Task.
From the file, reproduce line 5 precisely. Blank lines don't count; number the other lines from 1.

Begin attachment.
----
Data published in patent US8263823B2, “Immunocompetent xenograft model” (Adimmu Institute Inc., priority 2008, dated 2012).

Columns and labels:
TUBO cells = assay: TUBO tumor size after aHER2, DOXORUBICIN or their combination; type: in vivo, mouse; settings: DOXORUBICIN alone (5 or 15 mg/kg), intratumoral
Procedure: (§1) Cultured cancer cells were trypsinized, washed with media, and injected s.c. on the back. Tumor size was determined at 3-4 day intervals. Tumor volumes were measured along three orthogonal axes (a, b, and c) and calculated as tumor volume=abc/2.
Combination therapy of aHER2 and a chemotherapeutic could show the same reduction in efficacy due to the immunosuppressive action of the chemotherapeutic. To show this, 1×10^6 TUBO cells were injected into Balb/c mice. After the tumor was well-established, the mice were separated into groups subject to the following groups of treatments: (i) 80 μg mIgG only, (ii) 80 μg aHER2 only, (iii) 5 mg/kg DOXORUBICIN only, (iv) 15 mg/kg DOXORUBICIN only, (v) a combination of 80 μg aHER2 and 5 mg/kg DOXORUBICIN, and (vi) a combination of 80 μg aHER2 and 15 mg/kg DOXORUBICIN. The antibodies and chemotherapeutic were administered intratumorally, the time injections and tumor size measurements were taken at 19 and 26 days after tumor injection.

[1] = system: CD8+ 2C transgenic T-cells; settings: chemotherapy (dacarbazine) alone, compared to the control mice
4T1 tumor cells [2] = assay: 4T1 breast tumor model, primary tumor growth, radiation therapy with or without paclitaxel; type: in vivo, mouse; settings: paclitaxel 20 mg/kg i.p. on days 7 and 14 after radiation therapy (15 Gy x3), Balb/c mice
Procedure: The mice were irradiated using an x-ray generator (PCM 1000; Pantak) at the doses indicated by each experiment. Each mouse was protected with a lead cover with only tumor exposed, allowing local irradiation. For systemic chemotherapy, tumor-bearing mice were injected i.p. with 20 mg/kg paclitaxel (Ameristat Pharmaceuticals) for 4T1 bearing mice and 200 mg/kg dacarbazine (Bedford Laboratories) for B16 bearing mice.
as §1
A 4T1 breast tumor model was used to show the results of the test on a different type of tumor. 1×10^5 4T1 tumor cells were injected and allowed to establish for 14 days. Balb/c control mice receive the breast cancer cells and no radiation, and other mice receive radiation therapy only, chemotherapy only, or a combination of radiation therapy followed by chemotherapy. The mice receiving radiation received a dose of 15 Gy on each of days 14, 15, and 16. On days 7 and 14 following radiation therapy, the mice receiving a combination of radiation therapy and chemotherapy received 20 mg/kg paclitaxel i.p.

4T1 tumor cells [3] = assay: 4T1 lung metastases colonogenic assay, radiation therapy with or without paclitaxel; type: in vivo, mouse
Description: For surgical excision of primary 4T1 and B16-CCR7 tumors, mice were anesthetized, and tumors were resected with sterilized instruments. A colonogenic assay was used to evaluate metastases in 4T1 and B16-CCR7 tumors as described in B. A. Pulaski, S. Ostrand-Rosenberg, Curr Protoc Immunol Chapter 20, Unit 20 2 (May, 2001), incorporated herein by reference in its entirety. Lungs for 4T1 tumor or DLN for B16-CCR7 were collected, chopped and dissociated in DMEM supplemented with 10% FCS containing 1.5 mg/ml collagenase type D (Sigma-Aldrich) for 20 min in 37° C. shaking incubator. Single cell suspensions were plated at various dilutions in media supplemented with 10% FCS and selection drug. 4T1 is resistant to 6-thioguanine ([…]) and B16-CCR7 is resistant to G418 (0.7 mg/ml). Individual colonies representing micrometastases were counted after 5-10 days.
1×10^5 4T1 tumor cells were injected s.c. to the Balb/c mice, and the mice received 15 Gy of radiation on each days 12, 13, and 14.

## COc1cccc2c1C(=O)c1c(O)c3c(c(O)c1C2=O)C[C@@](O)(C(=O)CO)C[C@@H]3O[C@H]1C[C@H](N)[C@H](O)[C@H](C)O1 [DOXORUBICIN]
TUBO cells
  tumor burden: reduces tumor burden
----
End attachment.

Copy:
Combination therapy of aHER2 and a chemotherapeutic could show the same reduction in efficacy due to the immunosuppressive action of the chemotherapeutic. To show this, 1×10^6 TUBO cells were injected into Balb/c mice. After the tumor was well-established, the mice were separated into groups subject to the following groups of treatments: (i) 80 μg mIgG only, (ii) 80 μg aHER2 only, (iii) 5 mg/kg DOXORUBICIN only, (iv) 15 mg/kg DOXORUBICIN only, (v) a combination of 80 μg aHER2 and 5 mg/kg DOXORUBICIN, and (vi) a combination of 80 μg aHER2 and 15 mg/kg DOXORUBICIN. The antibodies and chemotherapeutic were administered intratumorally, the time injections and tumor size measurements were taken at 19 and 26 days after tumor injection.